By Louie Stout
Most bass fishermen know that spring and fall are the times of year that offer the best chances of catching a big bass, even for a novice angler.
So what about the dog days of summer, when water temperatures soar, humidity climbs, and the fish – especially big ones – seemingly disappear completely?
Well, don’t stop believing or settle for those little-fish bites. Big bass still have to eat, and they may not be as inaccessible as one might think.
Here’s how to up the odds of catching Mr. Big this summer.
Fish bigger baits
As the summer progresses, forage gets bigger.
While dainty finesse lures will keep anglers active with smaller, aggressive bass, their mommas tend to prefer big stuff to satisfy their appetites.
Go ahead and use traditional soft plastics, but going from a 6-inch Texas-rigged plastic worm to 10- or 12-inch baits can help upgrade the catch.
The same logic applies when fishing crankbaits along deep weed edges or wacky-rigging stickworms when fishing shallow or under docks.
Big-bodied crankbaits that dredge the deeper side of weedlines or bang on submerged rock piles can trigger that reaction bite from oversized bass.
If you typically fish a 5-inch stickworm, try a 6- or 7-incher.
Fish at night
Charlie Risch, of Three Rivers, Mich., has caught a lot of big summer bass from the Great Lakes and inland natural lakes – at night.
“That’s when the big girls come out to play,” Risch said. “You will find them feeding up in shallow water and in places where you may not catch a bass during the day.”
Chatterbaits, buzzbaits, and big worms will catch them, but his favorite tool is a ½-ounce War Eagle Night Time (black with some chartreuse) spinnerbait that has a black Colorado blade. Sometimes he’ll fish willowleaf blades if the Colorado isn’t getting bit.
“That Colorado blade has some thump and helps the fish find the bait,” he said. “I’ve caught a ton of 4-, 5-, and even 6-pounders fishing at night. That’s when you get those big sacks of quality fish.”
He loves sneaking onto Lake Michigan after dark to fish along shores protected by massive rocks. Those giant boulders attract an abundance of food, and big smallmouths are there to gorge themselves.
Avoid the crowds
As fishing pressure intensifies, mature bass shy away. Anglers may still go to the community holes, but the cagey and more wary bass become loners.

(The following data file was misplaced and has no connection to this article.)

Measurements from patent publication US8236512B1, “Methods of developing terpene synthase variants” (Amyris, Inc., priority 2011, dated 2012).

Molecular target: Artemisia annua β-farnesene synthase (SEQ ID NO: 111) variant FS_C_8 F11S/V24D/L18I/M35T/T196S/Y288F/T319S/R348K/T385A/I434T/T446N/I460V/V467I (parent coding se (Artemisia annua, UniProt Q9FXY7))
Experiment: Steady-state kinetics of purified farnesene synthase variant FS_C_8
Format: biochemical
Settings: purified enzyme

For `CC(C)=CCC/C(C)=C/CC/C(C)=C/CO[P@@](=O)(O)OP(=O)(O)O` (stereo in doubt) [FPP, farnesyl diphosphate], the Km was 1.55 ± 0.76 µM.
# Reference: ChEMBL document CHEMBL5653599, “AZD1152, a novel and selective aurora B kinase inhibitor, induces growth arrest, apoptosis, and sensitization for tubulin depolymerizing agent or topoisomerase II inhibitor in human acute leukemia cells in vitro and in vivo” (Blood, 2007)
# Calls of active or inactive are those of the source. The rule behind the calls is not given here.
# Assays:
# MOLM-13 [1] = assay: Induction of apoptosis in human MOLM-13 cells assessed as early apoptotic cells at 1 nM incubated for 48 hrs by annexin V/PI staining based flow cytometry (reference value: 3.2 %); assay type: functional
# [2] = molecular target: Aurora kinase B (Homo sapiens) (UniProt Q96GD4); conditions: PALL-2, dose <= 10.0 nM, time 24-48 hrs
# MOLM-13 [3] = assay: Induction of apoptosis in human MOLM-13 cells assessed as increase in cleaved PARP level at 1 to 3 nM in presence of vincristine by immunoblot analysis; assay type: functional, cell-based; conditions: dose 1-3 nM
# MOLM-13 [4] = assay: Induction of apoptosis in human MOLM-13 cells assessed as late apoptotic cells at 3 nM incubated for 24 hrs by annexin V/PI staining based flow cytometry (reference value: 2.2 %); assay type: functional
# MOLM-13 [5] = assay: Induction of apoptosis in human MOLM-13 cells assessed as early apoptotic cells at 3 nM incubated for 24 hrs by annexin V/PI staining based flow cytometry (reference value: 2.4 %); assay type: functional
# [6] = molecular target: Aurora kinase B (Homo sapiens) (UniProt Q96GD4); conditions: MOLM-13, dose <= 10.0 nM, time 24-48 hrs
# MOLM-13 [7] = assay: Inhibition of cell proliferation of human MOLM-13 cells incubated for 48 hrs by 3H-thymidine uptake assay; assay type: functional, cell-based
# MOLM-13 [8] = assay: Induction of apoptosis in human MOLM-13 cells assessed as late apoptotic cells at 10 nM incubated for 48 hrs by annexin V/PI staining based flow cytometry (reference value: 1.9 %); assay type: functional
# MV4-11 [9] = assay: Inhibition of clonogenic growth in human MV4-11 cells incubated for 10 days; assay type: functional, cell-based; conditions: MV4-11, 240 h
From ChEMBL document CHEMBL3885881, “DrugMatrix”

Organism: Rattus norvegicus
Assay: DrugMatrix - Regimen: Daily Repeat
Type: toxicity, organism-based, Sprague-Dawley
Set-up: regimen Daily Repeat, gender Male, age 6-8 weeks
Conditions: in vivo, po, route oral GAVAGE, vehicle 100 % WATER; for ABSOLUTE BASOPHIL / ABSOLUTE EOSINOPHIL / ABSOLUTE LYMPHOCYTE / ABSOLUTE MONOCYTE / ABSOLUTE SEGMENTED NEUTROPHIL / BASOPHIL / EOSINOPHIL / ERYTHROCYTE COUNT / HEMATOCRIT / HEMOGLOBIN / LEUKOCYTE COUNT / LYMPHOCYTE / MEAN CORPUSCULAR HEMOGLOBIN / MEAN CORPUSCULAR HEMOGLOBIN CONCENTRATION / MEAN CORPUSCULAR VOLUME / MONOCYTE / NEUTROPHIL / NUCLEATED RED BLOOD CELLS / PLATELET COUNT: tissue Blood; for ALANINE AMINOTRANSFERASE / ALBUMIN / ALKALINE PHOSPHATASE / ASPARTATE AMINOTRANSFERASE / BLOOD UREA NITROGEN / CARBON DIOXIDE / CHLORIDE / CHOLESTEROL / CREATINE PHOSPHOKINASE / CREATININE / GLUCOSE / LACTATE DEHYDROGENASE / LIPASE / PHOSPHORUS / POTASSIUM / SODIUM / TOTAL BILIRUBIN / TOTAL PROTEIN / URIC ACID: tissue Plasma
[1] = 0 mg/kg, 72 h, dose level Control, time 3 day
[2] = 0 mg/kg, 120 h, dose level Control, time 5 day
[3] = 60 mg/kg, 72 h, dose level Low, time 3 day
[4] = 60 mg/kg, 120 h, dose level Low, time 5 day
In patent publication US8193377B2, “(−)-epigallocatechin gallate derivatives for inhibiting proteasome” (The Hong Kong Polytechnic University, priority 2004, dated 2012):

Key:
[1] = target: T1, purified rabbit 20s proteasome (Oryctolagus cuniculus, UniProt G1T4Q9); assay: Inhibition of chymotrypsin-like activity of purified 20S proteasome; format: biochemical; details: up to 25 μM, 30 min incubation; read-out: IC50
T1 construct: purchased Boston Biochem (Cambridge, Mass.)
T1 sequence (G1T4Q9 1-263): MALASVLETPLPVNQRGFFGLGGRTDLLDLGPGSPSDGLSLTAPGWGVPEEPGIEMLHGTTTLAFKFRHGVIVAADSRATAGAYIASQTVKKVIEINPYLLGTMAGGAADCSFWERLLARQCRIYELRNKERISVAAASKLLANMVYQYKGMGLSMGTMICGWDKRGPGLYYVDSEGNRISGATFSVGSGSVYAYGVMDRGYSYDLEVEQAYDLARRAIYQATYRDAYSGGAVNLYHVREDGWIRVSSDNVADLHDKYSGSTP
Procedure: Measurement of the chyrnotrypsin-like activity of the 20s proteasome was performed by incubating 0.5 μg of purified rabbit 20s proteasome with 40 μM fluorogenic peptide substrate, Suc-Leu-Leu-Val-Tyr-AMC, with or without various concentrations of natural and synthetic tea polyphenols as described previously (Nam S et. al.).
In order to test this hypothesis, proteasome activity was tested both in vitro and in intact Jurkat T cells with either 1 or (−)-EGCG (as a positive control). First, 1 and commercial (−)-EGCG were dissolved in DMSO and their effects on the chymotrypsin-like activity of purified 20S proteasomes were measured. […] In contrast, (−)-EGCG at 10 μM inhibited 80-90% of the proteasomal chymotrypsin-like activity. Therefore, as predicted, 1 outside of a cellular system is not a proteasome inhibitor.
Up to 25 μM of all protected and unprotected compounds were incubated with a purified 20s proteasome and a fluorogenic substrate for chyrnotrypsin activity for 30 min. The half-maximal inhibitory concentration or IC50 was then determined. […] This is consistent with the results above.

One of the best places to find overlooked quality bass during the middle of the day is around deep, isolated weed clumps that sit away from weedline drop-offs. Bass will burrow in those deep clumps and wait for unsuspecting forage fish to swim by.
Electronics will help locate those weed clumps, but the key is to find schooling baitfish nearby.
A good example is offshore secondary flats with sand grass, an area overlooked by most anglers, yet one that provides a food source and sanctuary for big fish. Sand grass grows to only a few inches off bottom and is a nursery for insects and crayfish. The buffet living in the sand grass attracts bluegills and perch, which big bass love to gobble up.
An excellent bait for fishing those flats is a football jig with a crayfish-style trailer hopped through the sand grass, a Carolina rig, or a swimbait run seductively above it.
Prefer to continue fishing in shallow water? Then look for isolated docks sitting deep in pockets and bays. Many anglers target banks lined with docks, while the ones that are alone in the backs of pockets or bays get overlooked. That’s where to find a big largemouth that hasn’t been hassled by fishing pressure and is more inclined to bite.
Target the slop
Not all bass move off the bank during the summer. In fact, biologists have documented that some big fish are genetically wired to stay shallow from spring through fall.
However, they don’t wander around much. They like to get in the thick cover, whether it’s vegetation growing to the surface, such as milfoil or coontail, or lily pads, or thick, slimy flats. That’s where soft-bodied frogs slithered over the top can create explosive strikes from big fish lurking beneath.
The canopied slop provides big bass security while the water beneath it is not only cooler, but more open than might be realized. That allows bass to hunt. If a fish hammers a frog without getting the hooks, toss a Texas-rigged worm into that opening made by the initial blast and chances are that fish will attack it.
We have to be honest here and point out that these tactics may not get you as much action as standard techniques.
They will, however, increase chances of success considerably of catching quality fish, and a couple of big bites – or more – can make it all worthwhile.